We're into the generations of people who were given "choices" and they chose "not to work." Now they get to "play" in the fields of fluff, where they'll stay disconnected from reality, and subsequently keep choking the life out of us resource providers.
As Chuck (my farmer husband) keeps saying, "We have a nation full of baby birds in a nest, beaks wide open chirping, `feed me, feed me, feed me, YOU take care of me!!!"'
They're so damn stupid they don't know they're killing the very source of their gifts!!!
What a touchy, feely crock of a school! Completely misleading (like Michelle Obama's garden) unrealistic!!!!
I "feel" sick about the whole lie!

Here's the article "My Response..." is in response to... :-)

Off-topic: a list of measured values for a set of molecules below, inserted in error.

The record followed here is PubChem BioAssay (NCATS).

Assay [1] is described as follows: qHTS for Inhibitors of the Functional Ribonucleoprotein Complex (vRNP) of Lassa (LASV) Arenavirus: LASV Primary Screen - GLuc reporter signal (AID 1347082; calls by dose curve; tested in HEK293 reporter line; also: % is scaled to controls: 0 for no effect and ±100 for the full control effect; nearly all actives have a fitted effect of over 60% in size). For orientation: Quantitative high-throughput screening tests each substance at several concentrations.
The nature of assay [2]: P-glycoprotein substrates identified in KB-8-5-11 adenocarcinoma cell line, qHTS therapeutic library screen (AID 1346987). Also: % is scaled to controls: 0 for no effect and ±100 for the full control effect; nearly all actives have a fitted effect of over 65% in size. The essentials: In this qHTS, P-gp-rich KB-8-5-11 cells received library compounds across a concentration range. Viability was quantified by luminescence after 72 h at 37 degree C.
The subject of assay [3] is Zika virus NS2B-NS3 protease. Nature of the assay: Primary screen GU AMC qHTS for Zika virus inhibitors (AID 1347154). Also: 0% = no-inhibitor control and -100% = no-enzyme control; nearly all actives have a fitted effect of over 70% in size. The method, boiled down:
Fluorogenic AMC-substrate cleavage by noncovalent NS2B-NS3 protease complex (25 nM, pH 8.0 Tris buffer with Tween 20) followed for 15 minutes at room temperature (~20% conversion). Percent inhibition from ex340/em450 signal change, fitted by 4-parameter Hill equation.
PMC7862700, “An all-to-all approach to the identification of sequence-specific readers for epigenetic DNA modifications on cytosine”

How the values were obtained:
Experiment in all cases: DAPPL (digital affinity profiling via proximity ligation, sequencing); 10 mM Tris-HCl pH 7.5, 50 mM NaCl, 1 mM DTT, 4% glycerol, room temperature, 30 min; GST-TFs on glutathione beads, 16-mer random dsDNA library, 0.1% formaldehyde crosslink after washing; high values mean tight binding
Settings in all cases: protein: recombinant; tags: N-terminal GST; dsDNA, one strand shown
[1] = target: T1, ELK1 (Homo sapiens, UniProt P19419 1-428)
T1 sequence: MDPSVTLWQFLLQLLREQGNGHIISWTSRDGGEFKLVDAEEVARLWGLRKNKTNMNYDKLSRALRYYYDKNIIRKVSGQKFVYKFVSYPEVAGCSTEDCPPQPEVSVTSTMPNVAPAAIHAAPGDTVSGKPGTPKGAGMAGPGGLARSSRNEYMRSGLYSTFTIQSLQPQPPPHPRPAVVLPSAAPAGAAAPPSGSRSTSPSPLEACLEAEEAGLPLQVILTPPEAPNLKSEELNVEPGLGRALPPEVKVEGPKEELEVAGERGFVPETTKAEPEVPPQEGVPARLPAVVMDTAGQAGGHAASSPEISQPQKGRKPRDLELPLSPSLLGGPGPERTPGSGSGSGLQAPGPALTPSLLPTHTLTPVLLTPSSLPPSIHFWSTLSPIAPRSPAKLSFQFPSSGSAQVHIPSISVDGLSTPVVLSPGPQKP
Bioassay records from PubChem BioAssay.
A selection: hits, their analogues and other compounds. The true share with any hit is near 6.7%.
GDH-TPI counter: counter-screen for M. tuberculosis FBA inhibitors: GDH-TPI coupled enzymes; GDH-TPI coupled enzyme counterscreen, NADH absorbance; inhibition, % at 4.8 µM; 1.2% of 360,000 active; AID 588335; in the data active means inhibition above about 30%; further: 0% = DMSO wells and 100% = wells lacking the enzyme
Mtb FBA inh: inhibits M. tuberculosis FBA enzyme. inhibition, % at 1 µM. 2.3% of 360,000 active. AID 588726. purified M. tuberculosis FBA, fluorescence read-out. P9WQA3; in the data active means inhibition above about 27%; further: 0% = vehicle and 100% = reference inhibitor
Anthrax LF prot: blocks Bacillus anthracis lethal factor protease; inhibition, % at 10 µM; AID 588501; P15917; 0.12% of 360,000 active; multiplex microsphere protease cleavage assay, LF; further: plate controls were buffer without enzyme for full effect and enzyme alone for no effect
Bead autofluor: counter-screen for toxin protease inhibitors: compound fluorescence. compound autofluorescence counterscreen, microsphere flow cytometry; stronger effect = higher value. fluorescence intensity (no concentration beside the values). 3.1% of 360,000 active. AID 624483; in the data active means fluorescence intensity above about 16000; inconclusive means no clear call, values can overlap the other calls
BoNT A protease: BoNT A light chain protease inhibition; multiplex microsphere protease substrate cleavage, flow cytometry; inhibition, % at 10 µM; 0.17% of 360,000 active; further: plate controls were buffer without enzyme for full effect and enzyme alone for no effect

Students plow their way to the top of Sierra’s ‘Cool School’ rankings
August 22nd, 2011
By Barbara Kessler
Green Right Now
Want to know what’s going on at the nation’s greenest colleges?
Just follow the young adults in the flannel shirts and rubber boots. No, those aren’t the latest fashion trends. That’s farm attire, practical togs for students plowing the land and exploring nearby swamps, streams and forests as part of their sustainability program.
Look more closely and you’ll find undergrads tilling the soil with oxen at Green Mountain College, processing grapes at University of California, Davis, getting in touch with their inner Thoreau in the Adirondacks via St. Lawrence University and wandering like John Muir across vast acreages of green space at Stanford and Cornell.
“The pendulum has really swung back to the age of these kids grandparents or great grandparents,” said Avital Binshtock, lifestyle editor of Sierra magazine, which just released its 5th annual Cool Schools rankings identifying the top green campuses.
“They’ve taken up knitting. They want to have chickens in their backyard and learn how to plant a plot of land.”